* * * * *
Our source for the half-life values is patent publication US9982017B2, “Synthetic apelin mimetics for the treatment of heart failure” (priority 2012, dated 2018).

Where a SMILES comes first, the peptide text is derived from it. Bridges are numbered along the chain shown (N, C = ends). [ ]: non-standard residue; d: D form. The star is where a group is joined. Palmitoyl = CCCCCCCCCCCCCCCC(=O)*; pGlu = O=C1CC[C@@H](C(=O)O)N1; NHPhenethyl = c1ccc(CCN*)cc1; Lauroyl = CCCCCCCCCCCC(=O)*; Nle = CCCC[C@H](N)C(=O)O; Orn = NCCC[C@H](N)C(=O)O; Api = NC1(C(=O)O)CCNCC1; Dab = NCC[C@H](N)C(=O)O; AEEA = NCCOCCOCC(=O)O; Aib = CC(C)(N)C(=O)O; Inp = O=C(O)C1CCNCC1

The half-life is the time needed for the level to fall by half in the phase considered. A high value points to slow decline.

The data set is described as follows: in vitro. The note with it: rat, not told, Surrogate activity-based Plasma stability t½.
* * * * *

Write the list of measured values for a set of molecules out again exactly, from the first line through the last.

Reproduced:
Our source for the half-life values is patent publication US9982017B2, “Synthetic apelin mimetics for the treatment of heart failure” (priority 2012, dated 2018).

Where a SMILES comes first, the peptide text is derived from it. Bridges are numbered along the chain shown (N, C = ends). [ ]: non-standard residue; d: D form. The star is where a group is joined. Palmitoyl = CCCCCCCCCCCCCCCC(=O)*; pGlu = O=C1CC[C@@H](C(=O)O)N1; NHPhenethyl = c1ccc(CCN*)cc1; Lauroyl = CCCCCCCCCCCC(=O)*; Nle = CCCC[C@H](N)C(=O)O; Orn = NCCC[C@H](N)C(=O)O; Api = NC1(C(=O)O)CCNCC1; Dab = NCC[C@H](N)C(=O)O; AEEA = NCCOCCOCC(=O)O; Aib = CC(C)(N)C(=O)O; Inp = O=C(O)C1CCNCC1

The half-life is the time needed for the level to fall by half in the phase considered. A high value points to slow decline.

The data set is described as follows: in vitro. The note with it: rat, not told, Surrogate activity-based Plasma stability t½.